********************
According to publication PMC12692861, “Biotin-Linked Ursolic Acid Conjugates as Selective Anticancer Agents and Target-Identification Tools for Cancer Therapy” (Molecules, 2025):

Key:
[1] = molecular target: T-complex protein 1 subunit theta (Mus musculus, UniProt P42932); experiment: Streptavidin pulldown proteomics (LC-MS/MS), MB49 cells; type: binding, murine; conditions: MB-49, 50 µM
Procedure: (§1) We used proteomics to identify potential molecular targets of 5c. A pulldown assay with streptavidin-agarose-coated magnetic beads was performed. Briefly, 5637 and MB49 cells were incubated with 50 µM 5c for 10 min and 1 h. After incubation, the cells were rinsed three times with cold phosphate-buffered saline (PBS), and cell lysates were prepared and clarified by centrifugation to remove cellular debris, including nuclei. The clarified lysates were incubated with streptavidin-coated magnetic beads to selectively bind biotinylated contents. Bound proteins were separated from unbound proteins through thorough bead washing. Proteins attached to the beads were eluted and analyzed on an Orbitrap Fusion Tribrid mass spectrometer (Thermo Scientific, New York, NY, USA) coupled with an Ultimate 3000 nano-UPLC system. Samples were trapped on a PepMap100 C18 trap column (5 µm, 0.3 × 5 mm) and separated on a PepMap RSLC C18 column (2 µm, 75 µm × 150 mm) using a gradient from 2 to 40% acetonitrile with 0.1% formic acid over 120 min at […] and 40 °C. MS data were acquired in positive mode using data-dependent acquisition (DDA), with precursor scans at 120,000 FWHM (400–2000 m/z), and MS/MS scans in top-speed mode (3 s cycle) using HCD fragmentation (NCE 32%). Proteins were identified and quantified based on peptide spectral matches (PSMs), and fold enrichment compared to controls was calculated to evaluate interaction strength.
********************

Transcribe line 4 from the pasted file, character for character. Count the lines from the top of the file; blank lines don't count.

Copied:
Procedure: (§1) We used proteomics to identify potential molecular targets of 5c. A pulldown assay with streptavidin-agarose-coated magnetic beads was performed. Briefly, 5637 and MB49 cells were incubated with 50 µM 5c for 10 min and 1 h. After incubation, the cells were rinsed three times with cold phosphate-buffered saline (PBS), and cell lysates were prepared and clarified by centrifugation to remove cellular debris, including nuclei. The clarified lysates were incubated with streptavidin-coated magnetic beads to selectively bind biotinylated contents. Bound proteins were separated from unbound proteins through thorough bead washing. Proteins attached to the beads were eluted and analyzed on an Orbitrap Fusion Tribrid mass spectrometer (Thermo Scientific, New York, NY, USA) coupled with an Ultimate 3000 nano-UPLC system. Samples were trapped on a PepMap100 C18 trap column (5 µm, 0.3 × 5 mm) and separated on a PepMap RSLC C18 column (2 µm, 75 µm × 150 mm) using a gradient from 2 to 40% acetonitrile with 0.1% formic acid over 120 min at […] and 40 °C. MS data were acquired in positive mode using data-dependent acquisition (DDA), with precursor scans at 120,000 FWHM (400–2000 m/z), and MS/MS scans in top-speed mode (3 s cycle) using HCD fragmentation (NCE 32%). Proteins were identified and quantified based on peptide spectral matches (PSMs), and fold enrichment compared to controls was calculated to evaluate interaction strength.